Bromley North Village traders are delighted about their areas development, which is going to make their surroundings incredibly attractive. Were lobbying the mayor very hard to try and get the DLR extended to Bromley North Station, which of course could be a massive boost for the future.

Where to shop

The Glades Shopping Centre is one of the foremost retail centres in the south east, with 120 stores on two levels, and theres also the Mall Shopping Centre, as well as masses of individual High Street shops, cafs and restaurants. On Fridays and Saturdays the High Street, between the Churchill Theatre and Elmfield Road, hosts a market with street stalls and on Thursdays plays host to Bromley Charter Market.


Howard Oldstein, general manager, The Glades Shopping Centre

Howard Oldstein is in charge of the overall running of the malls, where space is rented to individual retailers. The Glades holds regular fashion shows, plus holiday events and activities for children. When a customer walks through our doors we want them to have a good, happy experience, otherwise they wont come again, he says.

We all work together as a team, to anticipate their needs. Weve experimented with creating a comfortable chill out lounge area for men who accompany shopaholic wives, and we offer personal service, such as car park assistants, to guide people into parking spaces, and staff to show customers around. I think we also need to spread the word that there are so many other good things in Bromley town centre, apart from the Glades: the theatre, library, beautiful gardens, and the Pavilion Leisure Centre.

Action Plan

The Bromley Town Centre Area Action Plan was adopted by the council in October 2010 and provides an important blueprint for the town. A key project includes the Bromley North Village scheme, which includes Market Square, High Street North and East Street. Costing around 5m, this strategy will improve and revitalise the historic areas with pedestrian-friendly, clean, safe, open spaces, with improvements to the pavement and environment, so as to attract new businesses and retailers.

The Bromley South Central Scheme, at Westmorland car park site, will provide a landmark 90m, mixed-use development, including a nine-screen cinema, hotel, restaurants, a residential element and a new car park; it will also include a central landscaped public plaza. Construction work on both schemes starts this year.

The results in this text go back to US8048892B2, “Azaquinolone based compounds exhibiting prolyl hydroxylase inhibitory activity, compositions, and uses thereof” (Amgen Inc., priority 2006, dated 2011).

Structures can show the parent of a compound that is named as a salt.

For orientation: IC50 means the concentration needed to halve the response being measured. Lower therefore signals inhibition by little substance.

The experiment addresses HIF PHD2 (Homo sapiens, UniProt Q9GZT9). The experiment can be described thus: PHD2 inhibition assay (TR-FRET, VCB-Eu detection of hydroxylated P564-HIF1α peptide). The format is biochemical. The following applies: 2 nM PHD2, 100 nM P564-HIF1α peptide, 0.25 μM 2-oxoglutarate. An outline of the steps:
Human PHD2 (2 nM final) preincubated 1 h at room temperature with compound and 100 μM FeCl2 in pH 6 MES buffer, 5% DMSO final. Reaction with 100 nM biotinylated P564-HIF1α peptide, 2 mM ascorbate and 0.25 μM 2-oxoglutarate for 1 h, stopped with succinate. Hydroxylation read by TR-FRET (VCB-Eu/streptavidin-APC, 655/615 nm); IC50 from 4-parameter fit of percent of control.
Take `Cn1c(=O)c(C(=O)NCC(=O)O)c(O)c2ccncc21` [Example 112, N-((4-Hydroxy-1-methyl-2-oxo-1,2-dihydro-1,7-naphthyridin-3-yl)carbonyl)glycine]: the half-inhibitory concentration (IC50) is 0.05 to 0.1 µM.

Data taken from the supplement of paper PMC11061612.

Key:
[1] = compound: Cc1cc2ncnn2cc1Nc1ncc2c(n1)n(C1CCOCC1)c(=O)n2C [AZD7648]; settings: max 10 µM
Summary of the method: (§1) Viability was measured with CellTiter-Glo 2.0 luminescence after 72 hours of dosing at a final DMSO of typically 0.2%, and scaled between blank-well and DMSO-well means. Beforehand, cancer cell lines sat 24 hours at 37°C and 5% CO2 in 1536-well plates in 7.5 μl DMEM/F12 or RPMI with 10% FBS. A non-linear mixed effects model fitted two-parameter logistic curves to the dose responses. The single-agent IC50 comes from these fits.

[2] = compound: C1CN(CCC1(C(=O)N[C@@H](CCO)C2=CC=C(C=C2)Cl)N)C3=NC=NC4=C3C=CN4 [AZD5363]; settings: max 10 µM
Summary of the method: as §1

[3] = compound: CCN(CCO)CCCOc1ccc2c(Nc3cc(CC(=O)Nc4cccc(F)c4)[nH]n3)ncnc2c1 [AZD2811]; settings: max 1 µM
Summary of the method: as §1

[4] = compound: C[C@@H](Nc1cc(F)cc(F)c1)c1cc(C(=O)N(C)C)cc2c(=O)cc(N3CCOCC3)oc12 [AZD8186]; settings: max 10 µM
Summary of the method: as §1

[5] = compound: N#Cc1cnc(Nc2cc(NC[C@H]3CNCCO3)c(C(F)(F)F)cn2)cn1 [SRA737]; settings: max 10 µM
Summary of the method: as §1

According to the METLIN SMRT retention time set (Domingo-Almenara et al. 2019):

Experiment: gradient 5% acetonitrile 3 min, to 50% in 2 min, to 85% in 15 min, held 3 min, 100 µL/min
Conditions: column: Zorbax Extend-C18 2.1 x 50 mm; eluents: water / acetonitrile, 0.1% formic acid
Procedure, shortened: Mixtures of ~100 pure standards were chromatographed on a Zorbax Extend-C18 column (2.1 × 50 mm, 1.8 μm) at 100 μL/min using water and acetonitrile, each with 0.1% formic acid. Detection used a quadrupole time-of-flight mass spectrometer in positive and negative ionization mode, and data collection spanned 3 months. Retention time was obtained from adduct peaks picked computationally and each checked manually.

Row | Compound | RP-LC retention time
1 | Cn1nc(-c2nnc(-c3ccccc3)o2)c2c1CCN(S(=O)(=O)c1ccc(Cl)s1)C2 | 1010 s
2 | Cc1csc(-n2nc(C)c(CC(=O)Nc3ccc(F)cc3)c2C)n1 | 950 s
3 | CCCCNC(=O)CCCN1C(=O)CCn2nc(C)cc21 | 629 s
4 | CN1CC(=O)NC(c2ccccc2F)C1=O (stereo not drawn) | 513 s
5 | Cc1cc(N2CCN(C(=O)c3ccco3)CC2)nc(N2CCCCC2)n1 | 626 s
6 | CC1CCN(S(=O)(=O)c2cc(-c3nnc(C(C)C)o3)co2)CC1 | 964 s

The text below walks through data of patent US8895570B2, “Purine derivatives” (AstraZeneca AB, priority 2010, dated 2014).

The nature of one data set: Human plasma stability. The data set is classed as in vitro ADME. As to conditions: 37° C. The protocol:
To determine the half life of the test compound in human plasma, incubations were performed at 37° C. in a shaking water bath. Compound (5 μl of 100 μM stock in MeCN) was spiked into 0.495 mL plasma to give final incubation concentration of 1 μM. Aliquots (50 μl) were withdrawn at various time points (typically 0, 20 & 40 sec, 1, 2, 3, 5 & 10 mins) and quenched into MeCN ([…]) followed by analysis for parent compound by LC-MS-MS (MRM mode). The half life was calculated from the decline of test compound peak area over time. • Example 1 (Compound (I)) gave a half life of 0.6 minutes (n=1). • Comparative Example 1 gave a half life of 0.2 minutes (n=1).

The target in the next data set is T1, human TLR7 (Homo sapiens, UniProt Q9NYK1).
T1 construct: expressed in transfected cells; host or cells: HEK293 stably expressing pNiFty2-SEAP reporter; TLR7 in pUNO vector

Getting there

Touching the south east of London, Bromley is linked to the M25 (junction 4) by the A21. There are two stations, Bromley North and Bromley South, with excellent London links (16 minutes.

Satnav postcode: BR1 1DN


Andrea Gambell, owner Larger Than Life Stagewear (020 8466 9010)

Tell us about you and your job

We hire theatrical costumes for all kinds of events, from themed parties to costumes for films, with clothing from the medieval era to the 1980s, and all periods in between. Ive lived in the Bromley area for 40 years and have been heavily involved with local drama organisations, notably Theatre 62, Bromley Little Theatre and Beckenham Theatre Centre. Ive run my company since 2007 and last year provided costumes for Dr Lucy Worseleys Channel 4 production, Harlots, Housewives and Heroines. I frequently make period shirts, and once in a while I might have to alter a dress to fit a man thats really quite a challenge!

Whats best about running a business here?

The travel connections to London and beyond, its a large, fairly affluent town, meaning there are plenty of local social themed occasions - and its very gratifying to help local drama companies

Your favourite walk?

Keston ponds is great for walking, and I adore Queens Gardens

Your favourite restaurant?

Belgo (020 8466 8522, BR1 1DN), in the Glades

What do you like best about Bromley?

The town has good shops, open spaces and terrific transport links. Its got its own charm and is an ideal place for families, with good schools, nearby countryside and lots of parks